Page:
Film installation, 80′, loop
English, Croatian spoken
Aphasia is an unsettling inquiry into the representation of violence and the violence of representation. This documentary gesture explores how collective crimes keep being repeated and reflects on social and political constellations, unfolding constructions behind nation-states and national identities.
Aphasia, a feature-length film essay, deals with the politics of memory and oblivion inscribed in social and historical contexts. In three chapters Aphasia detects a thread of positions of power, racism, injustice and violence from Belgian colonialism, Austrian anti-Semitism and atrocities in Bosnia during the Yugoslavian wars. The film is exploring how collective crimes keep being repeated and reflects social and political constellations, unfolding constructions behind nation-states and national identities.
As a medical term, aphasia refers to the inability to speak or to find the right words. Departing from “colonial aphasia” to “political aphasia” the works deals with (im)possibilities or representation of historical trauma and violence and preconditions for state-sponsored violence. The media are not shown as mere silent witnesses to a twisted worldview, but as active instruments in preparing and executing different crimes against humanity. However, Aphasia aims to show their positive force as well. When law and politics fail to bring justice and facilitate collective healing, these same media (photography, film, television) can break the silence, and art may lead the way to justice.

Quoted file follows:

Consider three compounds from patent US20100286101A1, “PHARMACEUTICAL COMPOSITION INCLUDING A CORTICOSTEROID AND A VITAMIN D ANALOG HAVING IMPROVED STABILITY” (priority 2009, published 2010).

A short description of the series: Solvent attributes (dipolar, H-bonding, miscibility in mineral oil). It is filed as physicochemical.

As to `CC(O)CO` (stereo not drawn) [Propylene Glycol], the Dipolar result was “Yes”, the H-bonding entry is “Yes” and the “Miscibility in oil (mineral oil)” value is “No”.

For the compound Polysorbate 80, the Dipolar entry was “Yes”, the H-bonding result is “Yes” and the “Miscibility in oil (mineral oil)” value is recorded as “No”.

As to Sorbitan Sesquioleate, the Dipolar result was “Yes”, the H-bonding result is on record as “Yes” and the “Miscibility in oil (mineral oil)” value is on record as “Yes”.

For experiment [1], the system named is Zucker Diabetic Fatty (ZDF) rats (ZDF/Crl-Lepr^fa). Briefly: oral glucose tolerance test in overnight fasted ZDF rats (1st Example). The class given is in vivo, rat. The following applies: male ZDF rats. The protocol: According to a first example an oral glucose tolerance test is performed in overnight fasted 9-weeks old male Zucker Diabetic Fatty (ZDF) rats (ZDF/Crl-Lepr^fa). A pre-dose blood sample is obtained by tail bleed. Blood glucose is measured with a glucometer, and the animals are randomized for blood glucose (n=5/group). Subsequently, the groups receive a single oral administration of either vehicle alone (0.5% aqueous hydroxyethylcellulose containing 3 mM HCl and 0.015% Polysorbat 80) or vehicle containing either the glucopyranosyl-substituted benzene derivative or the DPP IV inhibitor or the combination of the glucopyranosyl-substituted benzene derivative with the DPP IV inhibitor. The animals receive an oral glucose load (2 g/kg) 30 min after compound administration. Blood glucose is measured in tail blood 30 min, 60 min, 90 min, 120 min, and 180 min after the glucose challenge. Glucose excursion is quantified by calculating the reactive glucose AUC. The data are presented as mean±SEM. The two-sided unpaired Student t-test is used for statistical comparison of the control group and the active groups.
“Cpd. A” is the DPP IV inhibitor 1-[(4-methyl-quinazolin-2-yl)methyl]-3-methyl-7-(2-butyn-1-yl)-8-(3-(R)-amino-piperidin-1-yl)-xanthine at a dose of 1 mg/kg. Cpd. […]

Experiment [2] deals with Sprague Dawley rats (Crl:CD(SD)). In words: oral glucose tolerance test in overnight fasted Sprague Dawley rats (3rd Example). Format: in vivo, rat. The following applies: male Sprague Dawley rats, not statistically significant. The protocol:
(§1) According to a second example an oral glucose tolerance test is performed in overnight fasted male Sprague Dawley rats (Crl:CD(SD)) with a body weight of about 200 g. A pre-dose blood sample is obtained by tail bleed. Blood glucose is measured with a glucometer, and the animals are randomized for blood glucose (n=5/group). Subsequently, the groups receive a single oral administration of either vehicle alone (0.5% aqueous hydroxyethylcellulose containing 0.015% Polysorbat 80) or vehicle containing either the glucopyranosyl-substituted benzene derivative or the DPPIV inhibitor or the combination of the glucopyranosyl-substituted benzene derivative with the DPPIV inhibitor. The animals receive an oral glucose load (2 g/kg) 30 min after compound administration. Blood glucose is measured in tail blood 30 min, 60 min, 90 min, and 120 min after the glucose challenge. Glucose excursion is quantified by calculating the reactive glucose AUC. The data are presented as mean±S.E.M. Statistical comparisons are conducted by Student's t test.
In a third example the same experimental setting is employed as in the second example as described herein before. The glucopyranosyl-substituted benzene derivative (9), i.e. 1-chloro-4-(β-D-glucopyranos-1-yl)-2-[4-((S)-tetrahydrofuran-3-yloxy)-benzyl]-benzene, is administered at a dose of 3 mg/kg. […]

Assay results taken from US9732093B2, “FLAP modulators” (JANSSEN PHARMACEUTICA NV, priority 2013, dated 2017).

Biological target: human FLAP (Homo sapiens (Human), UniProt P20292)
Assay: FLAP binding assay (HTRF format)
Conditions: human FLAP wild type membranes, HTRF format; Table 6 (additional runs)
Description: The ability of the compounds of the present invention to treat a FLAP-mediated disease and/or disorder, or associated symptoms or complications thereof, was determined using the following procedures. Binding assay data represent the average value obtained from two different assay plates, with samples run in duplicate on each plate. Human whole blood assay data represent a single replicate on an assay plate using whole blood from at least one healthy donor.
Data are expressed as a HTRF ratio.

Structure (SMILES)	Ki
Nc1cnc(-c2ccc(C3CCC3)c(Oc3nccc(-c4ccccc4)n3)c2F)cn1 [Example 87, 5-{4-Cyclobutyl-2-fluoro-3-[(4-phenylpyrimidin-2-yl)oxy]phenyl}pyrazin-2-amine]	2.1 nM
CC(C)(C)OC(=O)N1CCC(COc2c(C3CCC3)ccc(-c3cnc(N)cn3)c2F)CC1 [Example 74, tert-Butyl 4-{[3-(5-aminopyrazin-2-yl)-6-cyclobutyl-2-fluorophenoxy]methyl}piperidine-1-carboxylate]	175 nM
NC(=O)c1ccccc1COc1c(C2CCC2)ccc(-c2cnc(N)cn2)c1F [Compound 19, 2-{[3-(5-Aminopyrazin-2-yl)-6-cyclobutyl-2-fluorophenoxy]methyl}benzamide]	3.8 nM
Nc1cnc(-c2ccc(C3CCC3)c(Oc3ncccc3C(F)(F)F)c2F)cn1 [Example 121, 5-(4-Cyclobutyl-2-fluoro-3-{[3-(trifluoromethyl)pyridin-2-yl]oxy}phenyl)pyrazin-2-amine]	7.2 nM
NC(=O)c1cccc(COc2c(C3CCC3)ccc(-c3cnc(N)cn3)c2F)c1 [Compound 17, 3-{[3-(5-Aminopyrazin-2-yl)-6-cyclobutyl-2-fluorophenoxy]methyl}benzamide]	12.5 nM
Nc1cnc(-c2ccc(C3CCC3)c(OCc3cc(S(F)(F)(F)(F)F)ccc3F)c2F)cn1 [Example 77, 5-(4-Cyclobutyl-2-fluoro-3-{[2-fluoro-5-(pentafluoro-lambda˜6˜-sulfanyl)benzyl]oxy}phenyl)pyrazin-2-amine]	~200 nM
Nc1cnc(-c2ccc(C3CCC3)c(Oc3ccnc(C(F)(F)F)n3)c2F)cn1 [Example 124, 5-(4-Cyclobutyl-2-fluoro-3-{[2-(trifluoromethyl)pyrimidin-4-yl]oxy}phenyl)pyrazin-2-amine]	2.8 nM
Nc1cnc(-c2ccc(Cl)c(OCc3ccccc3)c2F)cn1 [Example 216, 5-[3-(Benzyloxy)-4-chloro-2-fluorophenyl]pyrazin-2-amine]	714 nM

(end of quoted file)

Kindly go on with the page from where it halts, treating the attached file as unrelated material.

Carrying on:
From Belgian colonialism of the first chapter, Austrian race experiments and Heimat films in the second, the third chapter brings to life a well-known photograph. Although it is never unveiled in the film, we recognize it described and interpreted in two mirroring doppelgangers, a monologue by journalist Barbara Matejčić and choreography of violence performed by Ivana Jozić.